Use this URL to cite or link to this record in EThOS: http://ethos.bl.uk/OrderDetails.do?uin=uk.bl.ethos.721061
Title: The semi-structured online public sphere in China : institutional criteria and political functions
Author: Wang, Qingning
Awarding Body: University of East Anglia
Current Institution: University of East Anglia
Date of Award: 2017
Availability of Full Text:
Access from EThOS:
Access from Institution:
Abstract:
This research analyses online political communication in China by applying Habermas’ public sphere theory as a normative framework. The three institutional criteria (equality, problematization of unquestioned areas, and principally inclusive) and two political functions (expressional function and corresponding function) stemming from the public sphere theory act as analytic lenses to analyse the power relations, expressions, languages, and interactions in the communications. By using three events as case studies, this research applies a combination of content and discourse analysis to study them. It argues that there is a semi-structured public sphere in China, in the sense that it is a sphere that shows both promise and limitations in terms of facilitating equal, inclusive, liberal and critical political communications in China. It can act as a normative space for Chinese net-users to communicate about their concerns, but is not powerful enough to put real pressure on government to achieve sustained changes at policy level. Equal and inclusive debates are facilitated as net-users are given equal rights to express their opinions, and these opinions are inclusively available online; but they are also limited since pre-existing status has not been dis-regarded. Opinions generated by social and political elites and media organisations are constructed with pre-determined significance, and as a result, opinions are unequally accessed and valued. Through the online public sphere, Chinese net-users have debated different political issues. Through expressions and linguistic choices that are both critical and creative, they have challenged the government’s decisions and roles, and resisted censorship. The government still censors online debates, but has begun to recognise the significance of the online public sphere, and in a limited way, has engaged in communications with net-users, although they treat these communications as ways to promote and reinforce their interests, rather than truly seeking out opinions from the public.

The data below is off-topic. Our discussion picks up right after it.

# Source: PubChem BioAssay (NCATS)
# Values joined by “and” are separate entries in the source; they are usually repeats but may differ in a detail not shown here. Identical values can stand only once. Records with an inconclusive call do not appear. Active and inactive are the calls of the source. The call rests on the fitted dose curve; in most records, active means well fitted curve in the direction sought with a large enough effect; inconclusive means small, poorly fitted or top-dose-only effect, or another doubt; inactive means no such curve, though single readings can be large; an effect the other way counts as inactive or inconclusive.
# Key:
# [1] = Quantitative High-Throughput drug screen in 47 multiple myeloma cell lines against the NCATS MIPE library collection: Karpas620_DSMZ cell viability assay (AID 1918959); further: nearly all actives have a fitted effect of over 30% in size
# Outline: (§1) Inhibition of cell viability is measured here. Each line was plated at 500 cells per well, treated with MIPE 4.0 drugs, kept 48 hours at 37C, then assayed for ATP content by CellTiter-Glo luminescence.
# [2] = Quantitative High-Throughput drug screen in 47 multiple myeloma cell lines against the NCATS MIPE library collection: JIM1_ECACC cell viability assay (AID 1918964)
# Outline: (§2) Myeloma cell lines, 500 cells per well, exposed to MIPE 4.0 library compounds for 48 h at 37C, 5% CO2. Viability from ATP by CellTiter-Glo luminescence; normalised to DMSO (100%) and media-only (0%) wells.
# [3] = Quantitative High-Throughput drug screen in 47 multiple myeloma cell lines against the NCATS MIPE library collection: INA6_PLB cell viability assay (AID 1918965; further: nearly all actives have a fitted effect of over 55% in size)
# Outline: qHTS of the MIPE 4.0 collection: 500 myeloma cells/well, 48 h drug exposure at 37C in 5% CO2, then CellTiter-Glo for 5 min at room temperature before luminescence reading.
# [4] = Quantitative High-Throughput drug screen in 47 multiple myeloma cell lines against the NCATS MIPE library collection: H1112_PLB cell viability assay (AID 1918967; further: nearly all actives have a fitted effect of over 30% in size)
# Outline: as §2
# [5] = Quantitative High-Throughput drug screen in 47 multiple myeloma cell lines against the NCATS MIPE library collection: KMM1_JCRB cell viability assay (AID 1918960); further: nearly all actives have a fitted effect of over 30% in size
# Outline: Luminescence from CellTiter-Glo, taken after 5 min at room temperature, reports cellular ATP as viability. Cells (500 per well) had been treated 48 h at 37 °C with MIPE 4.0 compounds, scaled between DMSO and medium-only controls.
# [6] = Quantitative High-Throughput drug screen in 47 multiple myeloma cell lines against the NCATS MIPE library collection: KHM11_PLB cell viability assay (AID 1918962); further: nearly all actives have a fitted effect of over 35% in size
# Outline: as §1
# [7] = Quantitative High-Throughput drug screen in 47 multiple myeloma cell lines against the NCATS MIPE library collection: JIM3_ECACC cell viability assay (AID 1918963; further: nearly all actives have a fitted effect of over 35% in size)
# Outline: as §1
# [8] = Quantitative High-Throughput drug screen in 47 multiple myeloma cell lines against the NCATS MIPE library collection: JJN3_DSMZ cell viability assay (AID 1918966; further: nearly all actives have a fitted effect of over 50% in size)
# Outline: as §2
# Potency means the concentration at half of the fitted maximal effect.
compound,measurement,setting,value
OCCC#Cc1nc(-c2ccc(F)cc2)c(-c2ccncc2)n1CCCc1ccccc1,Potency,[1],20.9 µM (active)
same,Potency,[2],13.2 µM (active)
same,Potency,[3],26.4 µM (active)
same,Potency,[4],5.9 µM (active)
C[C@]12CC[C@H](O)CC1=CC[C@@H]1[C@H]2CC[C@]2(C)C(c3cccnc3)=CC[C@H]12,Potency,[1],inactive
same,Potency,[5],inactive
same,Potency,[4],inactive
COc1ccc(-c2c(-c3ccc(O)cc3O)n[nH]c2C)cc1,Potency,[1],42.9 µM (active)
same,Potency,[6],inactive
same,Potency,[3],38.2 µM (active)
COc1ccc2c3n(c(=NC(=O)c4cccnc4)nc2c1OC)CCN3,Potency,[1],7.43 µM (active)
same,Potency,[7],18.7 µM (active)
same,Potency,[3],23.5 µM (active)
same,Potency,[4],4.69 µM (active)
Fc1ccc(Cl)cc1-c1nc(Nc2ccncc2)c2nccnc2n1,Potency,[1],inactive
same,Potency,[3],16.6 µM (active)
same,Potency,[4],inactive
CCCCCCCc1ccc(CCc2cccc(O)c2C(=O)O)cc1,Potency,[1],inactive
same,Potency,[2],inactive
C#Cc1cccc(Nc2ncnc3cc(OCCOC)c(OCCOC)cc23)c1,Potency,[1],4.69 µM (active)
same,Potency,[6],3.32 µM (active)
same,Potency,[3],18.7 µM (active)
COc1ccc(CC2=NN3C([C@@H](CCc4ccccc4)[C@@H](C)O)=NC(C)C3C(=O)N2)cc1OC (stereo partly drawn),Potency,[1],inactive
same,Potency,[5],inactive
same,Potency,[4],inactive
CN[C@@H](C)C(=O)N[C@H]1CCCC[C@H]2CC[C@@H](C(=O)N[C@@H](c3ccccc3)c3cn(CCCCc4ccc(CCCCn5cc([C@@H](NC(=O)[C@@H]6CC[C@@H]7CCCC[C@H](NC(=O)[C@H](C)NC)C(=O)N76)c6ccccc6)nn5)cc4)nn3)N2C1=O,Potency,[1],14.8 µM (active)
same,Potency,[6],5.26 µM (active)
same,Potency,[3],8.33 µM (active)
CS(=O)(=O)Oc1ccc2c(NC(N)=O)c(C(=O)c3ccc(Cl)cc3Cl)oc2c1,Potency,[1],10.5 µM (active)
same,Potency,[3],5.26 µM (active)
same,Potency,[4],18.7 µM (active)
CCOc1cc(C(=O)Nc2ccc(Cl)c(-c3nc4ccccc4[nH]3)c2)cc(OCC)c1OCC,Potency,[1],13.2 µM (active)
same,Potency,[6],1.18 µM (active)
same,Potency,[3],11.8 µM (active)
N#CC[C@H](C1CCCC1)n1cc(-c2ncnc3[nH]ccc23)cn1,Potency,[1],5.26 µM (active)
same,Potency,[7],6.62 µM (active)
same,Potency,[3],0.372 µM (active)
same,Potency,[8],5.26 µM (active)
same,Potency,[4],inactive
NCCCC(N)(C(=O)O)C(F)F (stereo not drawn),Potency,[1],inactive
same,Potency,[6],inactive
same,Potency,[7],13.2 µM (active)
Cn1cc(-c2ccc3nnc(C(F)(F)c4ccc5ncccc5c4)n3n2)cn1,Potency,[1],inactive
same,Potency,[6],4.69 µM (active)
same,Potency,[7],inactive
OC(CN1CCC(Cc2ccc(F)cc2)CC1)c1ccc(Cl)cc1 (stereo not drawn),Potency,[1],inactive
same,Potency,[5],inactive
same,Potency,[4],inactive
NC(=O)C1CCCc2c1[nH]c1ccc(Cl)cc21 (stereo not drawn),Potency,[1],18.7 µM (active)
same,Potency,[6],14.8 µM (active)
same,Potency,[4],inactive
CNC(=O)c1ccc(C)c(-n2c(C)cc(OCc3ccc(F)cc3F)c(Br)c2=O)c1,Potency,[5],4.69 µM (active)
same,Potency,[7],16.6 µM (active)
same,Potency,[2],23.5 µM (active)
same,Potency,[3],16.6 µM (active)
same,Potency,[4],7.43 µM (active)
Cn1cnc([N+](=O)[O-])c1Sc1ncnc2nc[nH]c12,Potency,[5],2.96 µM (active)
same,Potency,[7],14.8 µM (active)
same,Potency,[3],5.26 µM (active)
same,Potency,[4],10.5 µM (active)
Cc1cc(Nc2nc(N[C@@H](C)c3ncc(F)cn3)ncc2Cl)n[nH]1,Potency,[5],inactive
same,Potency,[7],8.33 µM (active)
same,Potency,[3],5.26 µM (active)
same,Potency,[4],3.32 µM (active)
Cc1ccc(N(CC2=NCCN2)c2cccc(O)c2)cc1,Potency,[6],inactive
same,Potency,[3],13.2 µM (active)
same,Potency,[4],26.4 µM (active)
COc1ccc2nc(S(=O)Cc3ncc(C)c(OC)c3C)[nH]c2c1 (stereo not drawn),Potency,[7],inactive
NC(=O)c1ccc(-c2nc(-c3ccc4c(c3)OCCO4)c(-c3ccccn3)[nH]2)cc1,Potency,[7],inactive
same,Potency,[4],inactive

Supervisor: Not available Sponsor: Not available
Qualification Name: Thesis (Ph.D.) Qualification Level: Doctoral
EThOS ID: uk.bl.ethos.721061  DOI: Not available
Share: